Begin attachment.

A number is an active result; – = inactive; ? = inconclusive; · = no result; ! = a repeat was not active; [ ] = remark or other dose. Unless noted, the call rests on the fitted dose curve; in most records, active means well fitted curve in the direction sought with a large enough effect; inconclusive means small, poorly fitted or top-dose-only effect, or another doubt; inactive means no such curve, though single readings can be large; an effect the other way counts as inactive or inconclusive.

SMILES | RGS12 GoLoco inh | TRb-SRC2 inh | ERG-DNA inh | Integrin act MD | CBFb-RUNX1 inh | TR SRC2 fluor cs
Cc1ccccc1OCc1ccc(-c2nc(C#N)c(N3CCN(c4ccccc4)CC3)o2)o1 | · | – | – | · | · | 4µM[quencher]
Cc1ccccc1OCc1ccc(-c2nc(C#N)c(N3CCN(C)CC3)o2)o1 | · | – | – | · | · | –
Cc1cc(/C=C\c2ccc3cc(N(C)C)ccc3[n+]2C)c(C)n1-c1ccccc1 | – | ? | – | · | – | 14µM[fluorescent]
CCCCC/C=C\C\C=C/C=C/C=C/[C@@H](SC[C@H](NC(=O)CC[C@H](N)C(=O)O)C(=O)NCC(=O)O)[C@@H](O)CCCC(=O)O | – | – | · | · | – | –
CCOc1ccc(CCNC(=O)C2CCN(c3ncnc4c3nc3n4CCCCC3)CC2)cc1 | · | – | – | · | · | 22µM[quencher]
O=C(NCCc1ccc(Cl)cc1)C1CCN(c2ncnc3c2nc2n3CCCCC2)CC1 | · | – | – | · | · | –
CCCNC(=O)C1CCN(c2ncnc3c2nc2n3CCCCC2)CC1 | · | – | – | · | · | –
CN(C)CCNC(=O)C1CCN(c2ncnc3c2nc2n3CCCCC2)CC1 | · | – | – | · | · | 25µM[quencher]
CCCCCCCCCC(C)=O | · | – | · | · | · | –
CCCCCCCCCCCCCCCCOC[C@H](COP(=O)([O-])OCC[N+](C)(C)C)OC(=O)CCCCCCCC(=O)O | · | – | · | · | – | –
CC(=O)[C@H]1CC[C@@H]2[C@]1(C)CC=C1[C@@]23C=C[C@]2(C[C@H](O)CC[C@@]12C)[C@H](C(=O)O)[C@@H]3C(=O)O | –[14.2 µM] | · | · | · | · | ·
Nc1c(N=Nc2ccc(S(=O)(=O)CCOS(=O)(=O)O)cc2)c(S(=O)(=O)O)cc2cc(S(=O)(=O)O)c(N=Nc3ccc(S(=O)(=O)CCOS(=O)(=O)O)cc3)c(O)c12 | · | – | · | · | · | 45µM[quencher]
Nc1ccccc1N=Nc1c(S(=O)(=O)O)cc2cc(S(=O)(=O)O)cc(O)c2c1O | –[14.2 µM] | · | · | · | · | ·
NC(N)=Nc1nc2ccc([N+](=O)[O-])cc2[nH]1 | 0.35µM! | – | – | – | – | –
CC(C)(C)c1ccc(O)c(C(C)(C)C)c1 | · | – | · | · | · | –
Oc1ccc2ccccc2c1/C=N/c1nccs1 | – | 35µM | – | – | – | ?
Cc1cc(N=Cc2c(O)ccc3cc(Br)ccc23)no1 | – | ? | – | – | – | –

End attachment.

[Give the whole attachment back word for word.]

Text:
A number is an active result; – = inactive; ? = inconclusive; · = no result; ! = a repeat was not active; [ ] = remark or other dose. Unless noted, the call rests on the fitted dose curve; in most records, active means well fitted curve in the direction sought with a large enough effect; inconclusive means small, poorly fitted or top-dose-only effect, or another doubt; inactive means no such curve, though single readings can be large; an effect the other way counts as inactive or inconclusive.

SMILES | RGS12 GoLoco inh | TRb-SRC2 inh | ERG-DNA inh | Integrin act MD | CBFb-RUNX1 inh | TR SRC2 fluor cs
Cc1ccccc1OCc1ccc(-c2nc(C#N)c(N3CCN(c4ccccc4)CC3)o2)o1 | · | – | – | · | · | 4µM[quencher]
Cc1ccccc1OCc1ccc(-c2nc(C#N)c(N3CCN(C)CC3)o2)o1 | · | – | – | · | · | –
Cc1cc(/C=C\c2ccc3cc(N(C)C)ccc3[n+]2C)c(C)n1-c1ccccc1 | – | ? | – | · | – | 14µM[fluorescent]
CCCCC/C=C\C\C=C/C=C/C=C/[C@@H](SC[C@H](NC(=O)CC[C@H](N)C(=O)O)C(=O)NCC(=O)O)[C@@H](O)CCCC(=O)O | – | – | · | · | – | –
CCOc1ccc(CCNC(=O)C2CCN(c3ncnc4c3nc3n4CCCCC3)CC2)cc1 | · | – | – | · | · | 22µM[quencher]
O=C(NCCc1ccc(Cl)cc1)C1CCN(c2ncnc3c2nc2n3CCCCC2)CC1 | · | – | – | · | · | –
CCCNC(=O)C1CCN(c2ncnc3c2nc2n3CCCCC2)CC1 | · | – | – | · | · | –
CN(C)CCNC(=O)C1CCN(c2ncnc3c2nc2n3CCCCC2)CC1 | · | – | – | · | · | 25µM[quencher]
CCCCCCCCCC(C)=O | · | – | · | · | · | –
CCCCCCCCCCCCCCCCOC[C@H](COP(=O)([O-])OCC[N+](C)(C)C)OC(=O)CCCCCCCC(=O)O | · | – | · | · | – | –
CC(=O)[C@H]1CC[C@@H]2[C@]1(C)CC=C1[C@@]23C=C[C@]2(C[C@H](O)CC[C@@]12C)[C@H](C(=O)O)[C@@H]3C(=O)O | –[14.2 µM] | · | · | · | · | ·
Nc1c(N=Nc2ccc(S(=O)(=O)CCOS(=O)(=O)O)cc2)c(S(=O)(=O)O)cc2cc(S(=O)(=O)O)c(N=Nc3ccc(S(=O)(=O)CCOS(=O)(=O)O)cc3)c(O)c12 | · | – | · | · | · | 45µM[quencher]
Nc1ccccc1N=Nc1c(S(=O)(=O)O)cc2cc(S(=O)(=O)O)cc(O)c2c1O | –[14.2 µM] | · | · | · | · | ·
NC(N)=Nc1nc2ccc([N+](=O)[O-])cc2[nH]1 | 0.35µM! | – | – | – | – | –
CC(C)(C)c1ccc(O)c(C(C)(C)C)c1 | · | – | · | · | · | –
Oc1ccc2ccccc2c1/C=N/c1nccs1 | – | 35µM | – | – | – | ?
Cc1cc(N=Cc2c(O)ccc3cc(Br)ccc23)no1 | – | ? | – | – | – | –